The old cliche in mixed martial arts, “Styles make fights”, is more truth then cliche. There is no secret to Julianna Pena how this matchup will play out stylistically.
“It’s a typical striker versus grappler type of match-up, so we’ll see how that goes, Pena said. “I plan on sticking to my gameplan and doing what I do best, that’s just biting down on my mouthpiece and coming forward the whole time. I’m not gonna change anything up. I know what I can do, and I can do it, and so we’re gonna duke it out, and we’re gonna go get locked in the cage for 25 minutes, and I don’t see it going that long, but if she can drag me down into deep water into 25 minutes of fighting, then bring it on.”
For Pena, this isn’t just a fight that, more than likely, will get her to a shot at the UFC Women’s Bantamweight Champion Amanda Nunes, but this is a fight, a position on the card that she has not experienced before. A main event. A spot she is not taking for granted.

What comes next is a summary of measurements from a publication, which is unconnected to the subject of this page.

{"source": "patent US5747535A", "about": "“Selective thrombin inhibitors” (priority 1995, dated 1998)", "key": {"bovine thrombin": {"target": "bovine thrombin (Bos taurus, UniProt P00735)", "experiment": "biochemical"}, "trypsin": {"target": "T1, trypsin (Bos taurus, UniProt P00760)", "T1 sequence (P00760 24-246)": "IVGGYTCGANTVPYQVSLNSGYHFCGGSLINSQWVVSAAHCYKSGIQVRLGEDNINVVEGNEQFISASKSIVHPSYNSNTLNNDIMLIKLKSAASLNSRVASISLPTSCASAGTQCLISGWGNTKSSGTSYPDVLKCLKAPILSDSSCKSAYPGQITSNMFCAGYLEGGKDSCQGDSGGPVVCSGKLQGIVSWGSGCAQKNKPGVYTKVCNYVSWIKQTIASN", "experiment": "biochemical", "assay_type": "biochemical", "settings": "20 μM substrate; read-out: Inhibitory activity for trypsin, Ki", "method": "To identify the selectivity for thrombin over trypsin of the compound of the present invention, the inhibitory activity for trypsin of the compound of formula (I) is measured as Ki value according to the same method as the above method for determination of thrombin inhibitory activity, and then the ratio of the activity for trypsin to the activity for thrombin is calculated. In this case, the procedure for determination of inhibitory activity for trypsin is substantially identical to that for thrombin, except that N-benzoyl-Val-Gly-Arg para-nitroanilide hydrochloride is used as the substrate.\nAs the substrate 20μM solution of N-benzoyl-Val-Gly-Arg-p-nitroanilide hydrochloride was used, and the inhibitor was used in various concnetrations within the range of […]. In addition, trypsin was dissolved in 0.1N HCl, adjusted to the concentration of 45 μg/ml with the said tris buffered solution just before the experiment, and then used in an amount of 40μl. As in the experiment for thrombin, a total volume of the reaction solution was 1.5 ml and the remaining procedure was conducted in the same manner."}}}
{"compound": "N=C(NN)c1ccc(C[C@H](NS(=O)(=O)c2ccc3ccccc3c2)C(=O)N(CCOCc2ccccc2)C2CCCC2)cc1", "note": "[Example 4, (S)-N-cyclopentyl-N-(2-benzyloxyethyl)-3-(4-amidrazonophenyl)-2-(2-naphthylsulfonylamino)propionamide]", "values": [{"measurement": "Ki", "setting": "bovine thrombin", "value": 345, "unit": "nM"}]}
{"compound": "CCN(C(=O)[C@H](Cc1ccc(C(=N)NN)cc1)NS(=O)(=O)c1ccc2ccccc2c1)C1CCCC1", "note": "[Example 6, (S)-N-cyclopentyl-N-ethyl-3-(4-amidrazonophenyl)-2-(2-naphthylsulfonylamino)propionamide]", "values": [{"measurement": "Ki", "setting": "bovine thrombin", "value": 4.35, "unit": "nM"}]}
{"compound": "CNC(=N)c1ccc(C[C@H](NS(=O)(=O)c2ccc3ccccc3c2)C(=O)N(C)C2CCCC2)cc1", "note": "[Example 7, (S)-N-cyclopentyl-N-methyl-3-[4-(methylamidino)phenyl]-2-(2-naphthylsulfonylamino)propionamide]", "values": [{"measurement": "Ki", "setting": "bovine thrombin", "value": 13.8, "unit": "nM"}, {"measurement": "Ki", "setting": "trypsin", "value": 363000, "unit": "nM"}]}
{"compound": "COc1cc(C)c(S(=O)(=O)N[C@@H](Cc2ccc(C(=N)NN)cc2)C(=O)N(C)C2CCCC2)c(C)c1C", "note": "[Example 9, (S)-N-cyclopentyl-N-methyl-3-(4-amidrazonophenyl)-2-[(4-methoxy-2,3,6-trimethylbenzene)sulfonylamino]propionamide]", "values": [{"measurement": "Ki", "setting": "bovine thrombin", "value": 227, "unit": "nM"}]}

“It took me 3 years to land a main event, so it’s good news,” she said. “I’m finally in a main event, and actually it was 5 years to the day where I was the main event in my hometown in Spokane, Washington…now I’m gonna be the main event in Denver. I think it’s awesome that I was striving to hit my goals in MMA to get the main event back then, and I’m striving to meet those goals and hit those goals now. The main event is where I should be, the main event is where I wanna be…That’s exactly where I should be.”